"[The purpose is] to be the collegiate equivalent of a professional team. We build teams for competition,” Hirsh said. “The main difference between the two is the physical element. It's almost completely removed in esports, yet it still requires some reflexes, reaction skills, and timing ... I hope the term [athlete] becomes broader, something along the lines of a competitor because all traditional sports, esports and competition sports like chess share that spirit of competition." 

When watching a live stream or attending the events, competitions are fierce. Whether it's a few friends or a massive tournament like EVO, there is a range of emotions that traditional sports and esports share. For example, there is the calm intensity between two evenly-matched opponents and the mutual respect each of those competitors shares during the ups and downs of the match. And just like in traditional sports, nothing compares to the come-from-behind-win from the underdog that was down most of the match. 

Evan described some of his favorite moments with the club — one in particular: being at a Rocket League open tournament where the club took home a nail-biter win over University of Rochester, winning the series 3-2. Hirsh also dove into the regiment of players.

"I would say it varies depending on the player, but the average competitor plays upwards of 15 hours a week on practices, [in] spare time and competition. That encompasses everything," Hirsh mentioned. 

Dudarchik recounted his times being a player and how much time he put into it.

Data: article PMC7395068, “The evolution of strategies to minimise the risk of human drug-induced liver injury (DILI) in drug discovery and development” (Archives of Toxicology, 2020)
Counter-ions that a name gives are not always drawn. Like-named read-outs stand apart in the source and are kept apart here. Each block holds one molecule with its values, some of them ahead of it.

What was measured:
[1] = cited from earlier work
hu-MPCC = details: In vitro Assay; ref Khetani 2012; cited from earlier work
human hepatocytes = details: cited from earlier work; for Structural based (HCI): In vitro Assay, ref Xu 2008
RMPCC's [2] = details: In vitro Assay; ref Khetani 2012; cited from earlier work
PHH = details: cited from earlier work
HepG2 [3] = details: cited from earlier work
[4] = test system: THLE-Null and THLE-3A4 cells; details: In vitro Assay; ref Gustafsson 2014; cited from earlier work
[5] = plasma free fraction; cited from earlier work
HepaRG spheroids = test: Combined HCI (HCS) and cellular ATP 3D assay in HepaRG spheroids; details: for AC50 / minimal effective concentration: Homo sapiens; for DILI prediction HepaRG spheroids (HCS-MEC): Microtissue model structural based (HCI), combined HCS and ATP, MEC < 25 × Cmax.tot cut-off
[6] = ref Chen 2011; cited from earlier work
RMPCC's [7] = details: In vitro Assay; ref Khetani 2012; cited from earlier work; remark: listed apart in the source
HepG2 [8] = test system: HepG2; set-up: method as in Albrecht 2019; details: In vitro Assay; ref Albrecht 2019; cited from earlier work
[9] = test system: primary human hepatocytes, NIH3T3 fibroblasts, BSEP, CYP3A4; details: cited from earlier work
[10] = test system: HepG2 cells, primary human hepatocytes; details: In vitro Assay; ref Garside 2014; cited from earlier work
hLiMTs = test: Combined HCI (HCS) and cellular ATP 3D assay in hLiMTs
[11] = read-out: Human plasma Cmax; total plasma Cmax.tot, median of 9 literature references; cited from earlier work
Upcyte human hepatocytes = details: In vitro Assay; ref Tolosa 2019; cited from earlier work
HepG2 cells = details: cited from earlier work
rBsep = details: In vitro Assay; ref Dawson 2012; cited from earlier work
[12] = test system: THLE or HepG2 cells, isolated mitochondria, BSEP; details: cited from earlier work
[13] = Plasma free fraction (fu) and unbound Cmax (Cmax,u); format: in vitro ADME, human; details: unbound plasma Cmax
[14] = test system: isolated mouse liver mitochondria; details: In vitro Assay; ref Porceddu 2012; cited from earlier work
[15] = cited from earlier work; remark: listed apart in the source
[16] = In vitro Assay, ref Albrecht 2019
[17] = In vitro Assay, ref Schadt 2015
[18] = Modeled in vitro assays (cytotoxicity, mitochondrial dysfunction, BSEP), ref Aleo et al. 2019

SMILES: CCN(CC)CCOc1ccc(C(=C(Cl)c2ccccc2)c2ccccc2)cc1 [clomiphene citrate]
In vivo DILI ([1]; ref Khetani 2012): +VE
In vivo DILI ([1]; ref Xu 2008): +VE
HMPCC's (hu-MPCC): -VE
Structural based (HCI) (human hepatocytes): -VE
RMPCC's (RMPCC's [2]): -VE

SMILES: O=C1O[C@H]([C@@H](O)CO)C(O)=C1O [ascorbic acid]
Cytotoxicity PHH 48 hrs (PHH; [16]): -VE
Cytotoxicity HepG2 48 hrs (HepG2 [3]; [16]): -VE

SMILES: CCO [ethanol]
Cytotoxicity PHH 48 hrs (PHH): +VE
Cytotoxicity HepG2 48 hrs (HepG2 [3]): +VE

"Practices would consume six hours a week, two hours of competition and six hours on my own time alone; that was if I wasn't busy. I'd usually put in about 20 hours or above some weeks if my workload wasn't too high." 

The club also hosts tryouts, practices and friendly matches from time to time. For anyone interested in competition or video games, this is the club to join.

We’ve Reached a Checkpoint

While exploring the world of video games, it's highly impossible to avoid stumbling upon a few of the classics such as "Donkey Kong" and "Space Invaders." More modern day games that come to mind are "Fortnite: Battle Royale,"  "Rocket League" and "Blaze Blue" — all three of which are on their way to icon status. For example, "Blaze Blue: Cross-Tag Battle" is one of seven headliners at this year’s EVO.

The revolution has also shown that the New Age athlete can come in any shape, size or form. What remains constant amongst different kinds of athletes is the spirit of competition, the dedication to the craft and the love of the game. Whether dribbling a ball, scoring a goal, getting the round ending kill or stringing a combo together, esports is not only reshaping how sports are thought of, but also how we define the modern athlete. There’s no telling where this revolution will take the world of sports and gaming. The only way it’s projected to go is up. Plug in for the ride because it’s going to be a fun one.